MS is not considered a hereditary disease. The risk of getting MS is higher in relatives of a person with the disease than in the general population, especially in the case of siblings, parents and children. However, there is only around a 2% chance of a child developing MS when a parent is affected. It is important to consider that identical twins, who have the same genetic material, do not always both have MS. There is around a 20-30% chance of a twin of developing MS if their identical twin is affected. This is why researchers agree that MS is not simply a genetic disease.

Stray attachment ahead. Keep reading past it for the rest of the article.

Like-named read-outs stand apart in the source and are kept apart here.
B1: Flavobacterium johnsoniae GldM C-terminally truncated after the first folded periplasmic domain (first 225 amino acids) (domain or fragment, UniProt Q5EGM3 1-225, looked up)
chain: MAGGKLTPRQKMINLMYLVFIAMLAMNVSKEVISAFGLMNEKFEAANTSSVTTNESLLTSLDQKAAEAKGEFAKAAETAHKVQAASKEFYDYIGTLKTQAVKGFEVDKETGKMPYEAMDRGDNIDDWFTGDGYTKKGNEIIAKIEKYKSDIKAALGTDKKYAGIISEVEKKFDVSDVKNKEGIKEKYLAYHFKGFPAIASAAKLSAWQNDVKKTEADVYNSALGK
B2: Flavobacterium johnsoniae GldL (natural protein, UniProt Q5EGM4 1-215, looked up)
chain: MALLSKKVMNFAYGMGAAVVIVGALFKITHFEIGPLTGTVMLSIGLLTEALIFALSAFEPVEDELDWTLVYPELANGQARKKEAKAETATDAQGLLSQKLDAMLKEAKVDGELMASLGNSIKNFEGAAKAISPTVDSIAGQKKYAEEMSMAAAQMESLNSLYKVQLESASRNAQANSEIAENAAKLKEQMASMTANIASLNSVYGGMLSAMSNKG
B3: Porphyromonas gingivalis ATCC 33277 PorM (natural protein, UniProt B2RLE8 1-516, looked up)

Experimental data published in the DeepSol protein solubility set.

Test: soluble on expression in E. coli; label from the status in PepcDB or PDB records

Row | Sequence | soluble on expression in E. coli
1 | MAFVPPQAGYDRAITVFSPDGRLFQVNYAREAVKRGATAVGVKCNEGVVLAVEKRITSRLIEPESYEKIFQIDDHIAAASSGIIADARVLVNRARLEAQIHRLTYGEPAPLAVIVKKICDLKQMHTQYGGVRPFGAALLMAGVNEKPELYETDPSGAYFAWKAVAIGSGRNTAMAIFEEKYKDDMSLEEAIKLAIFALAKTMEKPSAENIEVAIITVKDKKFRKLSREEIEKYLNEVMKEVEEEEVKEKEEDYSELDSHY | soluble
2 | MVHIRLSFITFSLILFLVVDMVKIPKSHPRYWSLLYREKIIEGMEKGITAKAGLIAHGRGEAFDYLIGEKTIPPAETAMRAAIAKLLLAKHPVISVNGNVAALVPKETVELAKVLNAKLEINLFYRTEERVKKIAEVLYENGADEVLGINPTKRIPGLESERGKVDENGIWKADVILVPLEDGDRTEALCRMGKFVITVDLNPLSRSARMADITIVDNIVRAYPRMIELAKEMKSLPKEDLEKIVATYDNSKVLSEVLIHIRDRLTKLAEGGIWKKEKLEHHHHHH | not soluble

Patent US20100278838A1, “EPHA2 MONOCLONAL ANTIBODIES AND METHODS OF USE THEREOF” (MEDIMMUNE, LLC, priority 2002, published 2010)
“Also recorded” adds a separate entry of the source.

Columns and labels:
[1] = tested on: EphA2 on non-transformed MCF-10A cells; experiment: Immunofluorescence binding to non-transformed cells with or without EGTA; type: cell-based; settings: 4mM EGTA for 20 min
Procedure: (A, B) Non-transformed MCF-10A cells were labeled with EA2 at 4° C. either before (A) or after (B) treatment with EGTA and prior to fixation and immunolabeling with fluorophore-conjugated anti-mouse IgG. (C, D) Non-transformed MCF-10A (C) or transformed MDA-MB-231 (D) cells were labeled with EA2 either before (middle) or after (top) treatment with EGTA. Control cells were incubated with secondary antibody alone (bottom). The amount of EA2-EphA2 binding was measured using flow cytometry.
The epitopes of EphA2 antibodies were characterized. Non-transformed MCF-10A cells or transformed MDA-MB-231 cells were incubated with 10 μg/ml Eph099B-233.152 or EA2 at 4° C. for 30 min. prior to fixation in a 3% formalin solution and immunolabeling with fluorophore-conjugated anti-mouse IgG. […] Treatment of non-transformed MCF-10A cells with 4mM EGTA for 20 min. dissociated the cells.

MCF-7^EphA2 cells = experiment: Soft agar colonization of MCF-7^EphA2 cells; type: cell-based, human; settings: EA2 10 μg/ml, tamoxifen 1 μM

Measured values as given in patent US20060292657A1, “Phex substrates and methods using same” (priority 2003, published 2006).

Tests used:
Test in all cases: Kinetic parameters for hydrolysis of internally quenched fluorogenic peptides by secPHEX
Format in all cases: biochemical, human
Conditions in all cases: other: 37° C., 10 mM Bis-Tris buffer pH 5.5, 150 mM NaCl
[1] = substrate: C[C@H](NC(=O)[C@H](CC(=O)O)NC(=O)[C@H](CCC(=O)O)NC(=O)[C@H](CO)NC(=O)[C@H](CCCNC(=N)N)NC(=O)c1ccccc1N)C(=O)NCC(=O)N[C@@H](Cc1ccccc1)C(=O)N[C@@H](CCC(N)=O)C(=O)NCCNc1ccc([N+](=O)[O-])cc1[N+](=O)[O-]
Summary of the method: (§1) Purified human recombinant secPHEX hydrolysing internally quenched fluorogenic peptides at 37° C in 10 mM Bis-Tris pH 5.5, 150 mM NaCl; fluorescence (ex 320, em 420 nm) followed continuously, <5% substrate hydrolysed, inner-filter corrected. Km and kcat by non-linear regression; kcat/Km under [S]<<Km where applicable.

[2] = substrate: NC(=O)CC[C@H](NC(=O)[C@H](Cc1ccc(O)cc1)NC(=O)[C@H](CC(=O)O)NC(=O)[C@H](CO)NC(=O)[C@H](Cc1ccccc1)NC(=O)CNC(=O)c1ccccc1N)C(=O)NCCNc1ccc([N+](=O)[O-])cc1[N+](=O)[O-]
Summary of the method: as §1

The search for MS genes is important because their discovery will provide vital information on which biological mechanisms influence the disease. This will lead to a better understanding of what causes MS and to the development of new approaches to treatment and prevention.